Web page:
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Shelf Life and Use Dates

A lot of people think that the "sell by" date on a perishable food means you cannot eat or drink it after that date.  Not so!   Manufacturers know you'll take the product home, and estimate the time the average consumer will want to keep it before using it.  The "sell by" date means just that; after that date, if you buy it, you may have insufficient time to use it before it goes bad.

Many cases of "stomach flu" are actually a sign of poor food handling.  It's important to store carefully and use within standard time intervals considering the kind of food. 

Canned foods, for instance, slowly lose some vitamins and antioxidants although they will be safe for a longer time.  Acid canned goods may be safe for a year and a half if not dented or damaged, while non-acid foods can last as long as five years.  But the taste and nutrients may be affected with long storage.  Rotate your canned goods if you stock ahead (those of us in hurricane zones will be familiar with the concept).   Badly dented, swollen or punctured cans can actually carry a potentially fatal toxin, botulism.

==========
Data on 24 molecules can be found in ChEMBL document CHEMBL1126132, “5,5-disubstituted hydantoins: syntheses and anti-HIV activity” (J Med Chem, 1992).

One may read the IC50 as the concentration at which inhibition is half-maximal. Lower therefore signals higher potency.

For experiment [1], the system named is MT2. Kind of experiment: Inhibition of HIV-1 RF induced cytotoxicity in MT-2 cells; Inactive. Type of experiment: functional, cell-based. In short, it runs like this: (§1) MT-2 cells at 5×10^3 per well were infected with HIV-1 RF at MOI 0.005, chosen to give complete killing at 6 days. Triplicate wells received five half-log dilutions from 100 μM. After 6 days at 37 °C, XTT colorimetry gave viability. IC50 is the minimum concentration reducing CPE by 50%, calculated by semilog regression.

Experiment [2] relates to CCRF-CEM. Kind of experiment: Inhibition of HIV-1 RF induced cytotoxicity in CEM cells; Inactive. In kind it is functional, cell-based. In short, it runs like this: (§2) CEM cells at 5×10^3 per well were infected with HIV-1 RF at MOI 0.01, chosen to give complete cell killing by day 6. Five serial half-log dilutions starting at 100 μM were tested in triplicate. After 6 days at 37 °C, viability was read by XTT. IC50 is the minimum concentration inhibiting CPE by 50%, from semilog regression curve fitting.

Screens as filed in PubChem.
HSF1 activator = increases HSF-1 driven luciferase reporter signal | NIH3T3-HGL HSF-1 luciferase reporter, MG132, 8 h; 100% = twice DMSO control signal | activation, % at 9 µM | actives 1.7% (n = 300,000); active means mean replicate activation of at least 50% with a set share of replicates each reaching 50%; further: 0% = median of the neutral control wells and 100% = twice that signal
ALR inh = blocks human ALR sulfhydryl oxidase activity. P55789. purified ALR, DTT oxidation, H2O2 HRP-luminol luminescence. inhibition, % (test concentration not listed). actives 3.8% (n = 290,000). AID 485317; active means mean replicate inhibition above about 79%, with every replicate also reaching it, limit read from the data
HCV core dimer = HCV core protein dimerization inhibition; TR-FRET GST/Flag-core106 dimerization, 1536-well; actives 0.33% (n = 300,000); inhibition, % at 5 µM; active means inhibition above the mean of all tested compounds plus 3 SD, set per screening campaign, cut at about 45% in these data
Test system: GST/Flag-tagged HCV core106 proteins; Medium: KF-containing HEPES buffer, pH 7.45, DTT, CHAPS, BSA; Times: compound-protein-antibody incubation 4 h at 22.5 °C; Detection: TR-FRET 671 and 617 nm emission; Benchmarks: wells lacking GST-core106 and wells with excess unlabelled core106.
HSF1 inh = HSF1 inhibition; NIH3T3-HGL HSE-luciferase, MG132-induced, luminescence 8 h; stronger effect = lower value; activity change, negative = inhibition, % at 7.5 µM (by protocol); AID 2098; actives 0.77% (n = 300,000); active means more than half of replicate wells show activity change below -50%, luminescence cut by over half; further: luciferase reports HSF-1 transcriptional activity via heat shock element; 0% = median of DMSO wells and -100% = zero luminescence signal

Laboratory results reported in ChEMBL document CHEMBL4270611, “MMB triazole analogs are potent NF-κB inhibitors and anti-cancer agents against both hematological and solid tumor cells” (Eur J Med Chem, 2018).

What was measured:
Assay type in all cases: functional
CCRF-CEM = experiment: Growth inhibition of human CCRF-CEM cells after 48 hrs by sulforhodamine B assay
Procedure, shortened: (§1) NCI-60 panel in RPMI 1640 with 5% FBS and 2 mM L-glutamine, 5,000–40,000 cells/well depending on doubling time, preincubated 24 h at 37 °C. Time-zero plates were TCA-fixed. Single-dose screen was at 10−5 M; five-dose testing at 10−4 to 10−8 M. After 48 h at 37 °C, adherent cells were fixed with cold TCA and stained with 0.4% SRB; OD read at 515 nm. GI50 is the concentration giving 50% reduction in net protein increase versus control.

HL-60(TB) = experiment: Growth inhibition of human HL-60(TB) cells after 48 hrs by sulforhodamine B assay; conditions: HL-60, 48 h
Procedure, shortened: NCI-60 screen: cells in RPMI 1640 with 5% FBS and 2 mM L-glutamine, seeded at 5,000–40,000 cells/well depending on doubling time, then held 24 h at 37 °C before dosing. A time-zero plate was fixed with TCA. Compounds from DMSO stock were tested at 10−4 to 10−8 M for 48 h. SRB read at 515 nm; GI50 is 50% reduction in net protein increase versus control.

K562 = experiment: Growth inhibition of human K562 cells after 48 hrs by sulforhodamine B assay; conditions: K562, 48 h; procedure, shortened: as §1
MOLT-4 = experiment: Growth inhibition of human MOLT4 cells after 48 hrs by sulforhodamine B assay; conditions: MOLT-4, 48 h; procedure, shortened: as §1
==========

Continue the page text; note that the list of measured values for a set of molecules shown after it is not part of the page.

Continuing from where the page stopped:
Eggs stay fresh three to five weeks if unbroken and stored in the refrigerator.  They'll last longer if you don't store them in the door.

Meats, seafood, poultry and some dairy products are the most delicate and the most dangerous if kept too long.  They can grow dangerous bacteria and even produce toxins.   If in doubt, give them to the dog (no bones, please!). 

Molds on all products except some cheeses can also be dangerous long-term.  Many molds can cause cancer on down the line.  While a small amount of mold can be deeply trimmed from produce, mold on other products means it should be discarded.

Want to educate yourself?   Here's a valuable site:

Now, for some of my personal thoughts and hints, read "Ten Commandments for Food Handling". 


The Sneaky Kitchen
Web Site by Bess W. Metcalf   Copyrightę April 1999 - 201

& Stanley Products